Interview with Kristy Reading, ABC Central West NSW—Breakfast
13 December 2018
Subjects: Sod turning at Parkes for Inland Rail
Kristy Reading: Now the Inland Rail line has been touted as the Snowy Hydro scheme for the modern era; a nation-building infrastructure project that will bring huge benefits to the bush including right here in the region that you and I call home. The $10 billion Inland Rail line will transport freight between Melbourne and Brisbane and a sign that work is starting, a sod turning is happening in Parkes this morning. Deputy Prime Minister Michael McCormack will be at today's event. Mr McCormack, it's been quite the effort to get to this stage. Are you happy with progress so far?
Michael McCormack: Well I am but I have to pick you up on something that you just said, I think it would be more of a mud turning than a sod turning Kristy, it started raining at about 8 o'clock here last night, with hail actually. I thought it was more going to be inland hail than Inland Rail, but it rained consistently right throughout the night whilst we don't knock back rain, I think it's going to be a little bit muddy at the …
Kristy Reading: Might have to have some buckets to shovel or something instead.
Michael McCormack: Indeed. Indeed.
Kristy Reading: Tell us a bit more about what's happening this morning in regards to this sod or mud turning as you call it.
Michael McCormack: It's kicking off the project. On 15 January the first lot of steel—Australian steel, 600 tonnes—was delivered at Peak Hill and work is actually beginning now: $300 million construction signed with INLink joint venture. What's really great about this, what's really beneficial is that Parkes-based companies are going to benefit. AusRock Quarries, they're supplying 470,000 tonnes of ballast; 295,000 tonnes of capping; Calvani Crushing are in that as well. There is a value of $17 million towards local companies, and of course concrete sleepers from Rocla; that's going to create 20 jobs in the Southern Highlands. So regional companies are benefiting from this. Now of course it's a big build—1700 kilometres. It's a $9.3 billion project. It's nation-building. It's transformational and certainly it's going to benefit regional communities.
Kristy Reading: You talked a bit there about the economic benefits particularly for our region; do you have any idea, any statistics, any figures you can tell us about our region in particular? What kind of money might be thrown our way?
Michael McCormack: Well as I just mentioned, Calvani Crushing and AusRock Quarries, local companies, Parkes-based firms: they're providing $17 million worth of capping and ballast, and that's just tremendous. So they themselves are going to create jobs. I know already they have boosted their employment numbers. For every taxpayer dollar that's being invested in Inland Rail, there is going to be a $2.62 returned to the Australian economy. We've got a one-stop shop here in Parkes, in the main street. People can drop in, can see how they can gain employment opportunities, can see how their local companies if they have one, can benefit from this project.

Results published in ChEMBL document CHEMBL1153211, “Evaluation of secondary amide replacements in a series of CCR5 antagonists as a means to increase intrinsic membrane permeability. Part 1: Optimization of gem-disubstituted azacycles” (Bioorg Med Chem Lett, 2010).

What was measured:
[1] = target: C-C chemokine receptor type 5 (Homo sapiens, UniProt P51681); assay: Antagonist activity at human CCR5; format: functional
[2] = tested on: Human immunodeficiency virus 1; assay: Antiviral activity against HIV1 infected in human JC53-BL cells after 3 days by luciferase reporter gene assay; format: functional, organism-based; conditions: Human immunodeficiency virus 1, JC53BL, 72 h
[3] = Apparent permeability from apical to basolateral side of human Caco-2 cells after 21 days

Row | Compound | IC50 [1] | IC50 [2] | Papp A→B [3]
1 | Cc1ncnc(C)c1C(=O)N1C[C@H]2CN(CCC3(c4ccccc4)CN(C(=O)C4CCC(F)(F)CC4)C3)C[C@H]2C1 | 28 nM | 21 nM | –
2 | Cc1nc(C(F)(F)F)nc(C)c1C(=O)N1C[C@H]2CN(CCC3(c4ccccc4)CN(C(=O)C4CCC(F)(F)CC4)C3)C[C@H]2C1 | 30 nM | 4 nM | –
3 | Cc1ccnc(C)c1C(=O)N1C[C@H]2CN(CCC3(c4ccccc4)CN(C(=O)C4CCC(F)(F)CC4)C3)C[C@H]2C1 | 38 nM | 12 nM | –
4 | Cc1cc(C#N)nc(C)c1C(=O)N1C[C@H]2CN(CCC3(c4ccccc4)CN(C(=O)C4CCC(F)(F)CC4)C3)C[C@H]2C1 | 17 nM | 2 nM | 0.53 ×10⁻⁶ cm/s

Kristy Reading: Okay. Of course with many projects comes some resistance I suppose, and some farmers haven't been happy with perhaps the consultation process around this line. Do you have any comments around that as this project continues?
Michael McCormack: With any project like this, of course there's always going to be those who are affected—directly affected—because the rail line's actually going through their property. I understand that. I appreciate that in some areas up around Narrabri—and I've met them recently—that with the six kilometre corridor at the moment, once it's reduced to a 60-metre alignment that is going to see the number of farmers potentially affected now in the many hundreds down to about 60. I attended a meeting yesterday near Toowoomba where there were about 30 or 40 farmers who are also concerned about the Inland Rail going through their properties. But I've attended meetings. I know the ARTC have set up a series of community consultative committees. The ARTC has held 1600 meetings with landholders already this year and hosted briefing sessions attended by at least 2500 people. So we have got out there and talked to communities but of course people are always concerned when these sorts of projects are being built over how it's going to affect them. I understand that.
Kristy Reading: So are you happy with the consultation process?
Michael McCormack: Look yes, whilst admitting that there have been times when we could have done better. I appreciate that. But this project has been going for a number of years. Yes, we could have done better but we've certainly ramped up the consultation in recent months and probably for more than a year now. But there are always, no matter what you do, there's always going to be people who this is going to affect directly and I understand that, and of course there will there adequate and generous compensation for those people for whom the rail line will go directly through their properties.
Kristy Reading: Okay, alright. Deputy Prime Minister Michael McCormack, thank you for your time today and best of luck with turning that mud.
Michael McCormack: Thank you Kristy.
Kristy Reading: Thank you. That's Deputy Prime Minister there Michael McCormack, of course an official sod turning or perhaps mud turning at Parkes today to signal the start of work for the Inland Rail project.